Healthista’s Olivia Hartland-Robbins is kicking off a 12-week body transformation. The mission? Lose body fat and keep it off. Here is week one of her journey
I think about my weight and how I look every single day. And every day I wish and hope that one day I will be a healthier, fitter and happier version of myself.
Once I was nine stone, healthy and really, really happy. It was actually only a few years ago when I was at university. I would wake up at 7am, head to the gym before lectures, and on most days I would even go back to the gym after my lectures. As well as exercise, I ate healthily too, preparing all of my meals on a Sunday evening for the week ahead. The picture below shows me probably at my fittest.
Then, university ended and I moved back home. I wasn’t going out with my friends anymore, I wasn’t in control of my own food and fridge, I had no routine, no job, no responsibilities and no social life.
No social life meant I didn’t need to ‘look good’ anymore. I wasn’t wearing my ‘going out’ clothes, just stretchy leggings and comfy athleisure wear, which meant I didn’t realise how much weight I was putting on.
And boy did I put on weight – three stone of it in just two years. I was miserable, unhealthy, exhausted all the time and none of my clothes fit me.
Operation lose fat
At the beginning of 2018, I joined Slimming World and that was a great kick up the back side where my diet was concerned and I managed to lose a stone through diet alone in six weeks.
Then I completed an F45 eight week transformation and lost another stone which left me at 10 stone 5lbs (66.7kg). Read more about my F45 eight week challenge here.
But as happy as I was with my one stone weight loss, I was disappointed that I had only managed to lose 1.8% body fat (especially as I hadn’t touched a drop of alcohol for eight weeks). I was told that body fat was a ‘slow burner’ but my body shape hadn’t really changed at all and that is what I really wanted.
I had lost my get fit and healthy motivation all over again
It dawned on me that I still had so far to go to get back to where I once was – it didn’t seem possible or realistic.
Then Christmas happened and well, need I say more? Despite joining a gym, I put on weight again, enough weight to make me think all the weight I had lost previously was for nothing.
Plus, when I was at the gym, I was clueless and embarrassed to be there. It was always busy and I felt completely out of place, like I had forgotten everything about exercise. I had lost my get fit and healthy motivation all over again and felt like I was back to square one.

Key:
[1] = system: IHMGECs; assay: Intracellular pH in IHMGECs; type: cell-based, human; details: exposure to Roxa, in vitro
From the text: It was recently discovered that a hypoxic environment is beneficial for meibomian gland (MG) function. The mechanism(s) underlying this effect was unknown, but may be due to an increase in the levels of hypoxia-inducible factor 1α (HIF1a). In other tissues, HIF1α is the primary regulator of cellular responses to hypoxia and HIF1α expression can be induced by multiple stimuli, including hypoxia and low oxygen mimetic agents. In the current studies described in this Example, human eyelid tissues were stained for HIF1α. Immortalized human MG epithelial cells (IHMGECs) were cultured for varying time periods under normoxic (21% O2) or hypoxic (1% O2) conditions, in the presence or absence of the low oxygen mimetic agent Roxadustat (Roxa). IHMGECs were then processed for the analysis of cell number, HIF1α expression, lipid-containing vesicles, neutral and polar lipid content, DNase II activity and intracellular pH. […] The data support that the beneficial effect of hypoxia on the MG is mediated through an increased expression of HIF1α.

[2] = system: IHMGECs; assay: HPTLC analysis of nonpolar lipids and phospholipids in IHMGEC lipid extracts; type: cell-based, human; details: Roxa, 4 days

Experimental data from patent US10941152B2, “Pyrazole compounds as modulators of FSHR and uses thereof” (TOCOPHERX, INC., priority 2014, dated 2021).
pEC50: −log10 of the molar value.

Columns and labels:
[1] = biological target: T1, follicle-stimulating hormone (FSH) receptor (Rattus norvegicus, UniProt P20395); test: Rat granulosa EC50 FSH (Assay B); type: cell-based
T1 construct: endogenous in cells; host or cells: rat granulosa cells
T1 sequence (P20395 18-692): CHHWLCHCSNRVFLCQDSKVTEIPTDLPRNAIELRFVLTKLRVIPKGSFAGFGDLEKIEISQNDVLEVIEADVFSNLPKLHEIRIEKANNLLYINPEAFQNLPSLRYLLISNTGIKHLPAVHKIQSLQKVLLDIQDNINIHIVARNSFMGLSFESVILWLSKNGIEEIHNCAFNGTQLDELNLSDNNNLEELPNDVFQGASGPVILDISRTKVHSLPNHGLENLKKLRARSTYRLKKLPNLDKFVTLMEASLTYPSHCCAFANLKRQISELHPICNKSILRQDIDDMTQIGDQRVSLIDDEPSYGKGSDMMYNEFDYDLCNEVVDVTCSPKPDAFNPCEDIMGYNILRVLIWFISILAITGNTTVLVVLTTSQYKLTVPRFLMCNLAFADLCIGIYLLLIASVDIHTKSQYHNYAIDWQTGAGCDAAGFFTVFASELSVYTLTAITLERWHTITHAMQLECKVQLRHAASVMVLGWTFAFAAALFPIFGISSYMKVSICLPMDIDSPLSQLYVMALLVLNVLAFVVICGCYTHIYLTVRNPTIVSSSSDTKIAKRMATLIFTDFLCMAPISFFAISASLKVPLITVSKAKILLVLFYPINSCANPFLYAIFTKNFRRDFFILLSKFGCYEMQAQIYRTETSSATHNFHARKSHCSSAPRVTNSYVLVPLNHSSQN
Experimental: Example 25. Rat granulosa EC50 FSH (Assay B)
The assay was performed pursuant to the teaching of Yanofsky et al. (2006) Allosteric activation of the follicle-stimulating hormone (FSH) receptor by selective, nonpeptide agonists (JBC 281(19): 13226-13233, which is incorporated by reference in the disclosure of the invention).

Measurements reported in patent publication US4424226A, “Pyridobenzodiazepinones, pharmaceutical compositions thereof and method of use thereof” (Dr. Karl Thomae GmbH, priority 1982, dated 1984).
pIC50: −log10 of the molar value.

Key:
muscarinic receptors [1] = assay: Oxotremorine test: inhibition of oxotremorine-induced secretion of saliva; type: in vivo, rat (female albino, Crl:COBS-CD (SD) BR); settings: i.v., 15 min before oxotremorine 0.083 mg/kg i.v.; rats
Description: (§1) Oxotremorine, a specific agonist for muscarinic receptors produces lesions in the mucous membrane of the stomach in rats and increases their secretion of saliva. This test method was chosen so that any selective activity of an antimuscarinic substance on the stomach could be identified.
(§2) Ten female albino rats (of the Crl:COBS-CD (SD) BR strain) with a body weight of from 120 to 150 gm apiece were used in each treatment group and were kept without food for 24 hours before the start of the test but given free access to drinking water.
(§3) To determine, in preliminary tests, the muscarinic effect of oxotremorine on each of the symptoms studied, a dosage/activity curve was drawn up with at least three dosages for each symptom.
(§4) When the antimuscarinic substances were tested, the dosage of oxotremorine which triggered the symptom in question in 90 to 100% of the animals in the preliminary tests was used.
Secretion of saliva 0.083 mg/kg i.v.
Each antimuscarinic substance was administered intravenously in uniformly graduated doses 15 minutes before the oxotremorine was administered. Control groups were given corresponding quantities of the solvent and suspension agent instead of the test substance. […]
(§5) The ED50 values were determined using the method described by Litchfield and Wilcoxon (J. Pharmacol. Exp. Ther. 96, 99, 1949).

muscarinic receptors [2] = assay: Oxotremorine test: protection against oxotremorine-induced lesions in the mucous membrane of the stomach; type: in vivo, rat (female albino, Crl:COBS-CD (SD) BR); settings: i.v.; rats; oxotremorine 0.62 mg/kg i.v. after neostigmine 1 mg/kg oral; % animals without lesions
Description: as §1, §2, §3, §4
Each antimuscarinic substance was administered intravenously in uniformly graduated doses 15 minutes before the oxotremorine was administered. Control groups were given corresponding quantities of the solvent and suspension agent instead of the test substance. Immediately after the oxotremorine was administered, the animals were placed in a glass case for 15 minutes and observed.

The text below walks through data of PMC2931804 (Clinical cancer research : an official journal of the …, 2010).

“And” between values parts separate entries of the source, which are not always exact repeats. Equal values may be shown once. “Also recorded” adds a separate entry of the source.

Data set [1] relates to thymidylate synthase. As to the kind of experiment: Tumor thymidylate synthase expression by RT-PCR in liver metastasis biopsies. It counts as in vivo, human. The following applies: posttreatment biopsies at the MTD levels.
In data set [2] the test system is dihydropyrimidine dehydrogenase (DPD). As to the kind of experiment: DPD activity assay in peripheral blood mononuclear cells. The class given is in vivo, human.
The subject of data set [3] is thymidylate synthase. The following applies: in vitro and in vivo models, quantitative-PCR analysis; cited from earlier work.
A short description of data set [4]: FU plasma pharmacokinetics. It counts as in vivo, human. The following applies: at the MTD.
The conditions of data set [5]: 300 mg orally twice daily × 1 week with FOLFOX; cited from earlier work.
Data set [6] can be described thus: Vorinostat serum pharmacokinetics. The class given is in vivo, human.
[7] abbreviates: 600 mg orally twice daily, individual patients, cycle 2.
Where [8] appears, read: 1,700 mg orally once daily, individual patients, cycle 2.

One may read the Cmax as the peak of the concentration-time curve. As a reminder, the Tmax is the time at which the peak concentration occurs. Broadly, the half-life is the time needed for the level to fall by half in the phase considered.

12 weeks of personal training? Sign me up
And then something amazing happened. I was offered the chance to do a 12 week body transformation at personal training gym Transition Zone in Fulham, which opened about five years ago.
Like a growing number of quality boutique gyms, Transition Zone offer only one-to-one personal training and small classes of 6-8 run by personal trainers. This way they can ensure that clients get the results and personalised attention they want. Unlike traditional crash and burn gyms, you can’t just rock up there and jump on a cross trainer, you need to be guided by the experts, as far as TZ are concerned.
Having said that, the first thing that struck me about this gym was that it actually wasn’t intimidating in the slightest.
Transition Zone believes that when it comes to health and well-being one size doesn’t fit all. They tailor programmes to fit each client’s individual requirements in order to get them exactly where they want to be.
This sounded perfect. I was told that my personal trainer for the next 12 weeks would be Mark Stanton (pictured with me below), joint head of training and development at Transition Zone.
Mark has a decade of personal training and sports performance coaching under his belt, and has completed an undergraduate degree in Sports Science followed by a Masters in Strength and Conditioning. So basically he knows his stuff. I felt assured I was in a safe pair of hands. You can follow Mark on Instagram: @insidetrack_pt
I also had a consultation with nutritionist Emma Bardwell. After filling out a questionnaire about my diet habits and overall health, Emma (Instagram: @emma.bardwell) sent me a detailed nutrition plan of dos and don’ts for the next 12 weeks – I will be explaining more about this nutrition plan in next week’s update so do check back in.
I explained to both Mark and Emma that my goal was body-fat loss, pure and simple. I didn’t want to get to the end of the transformation and see that my body-fat percentage had barely changed.
I also wanted to actually learn how to exercise properly. Right now I walk into gyms and envy people using the squat rack and free weights, looking not only amazing but as though they really know what they’re doing. I wanted to be one of those people and learn as much as I can about how to exercise to get real results.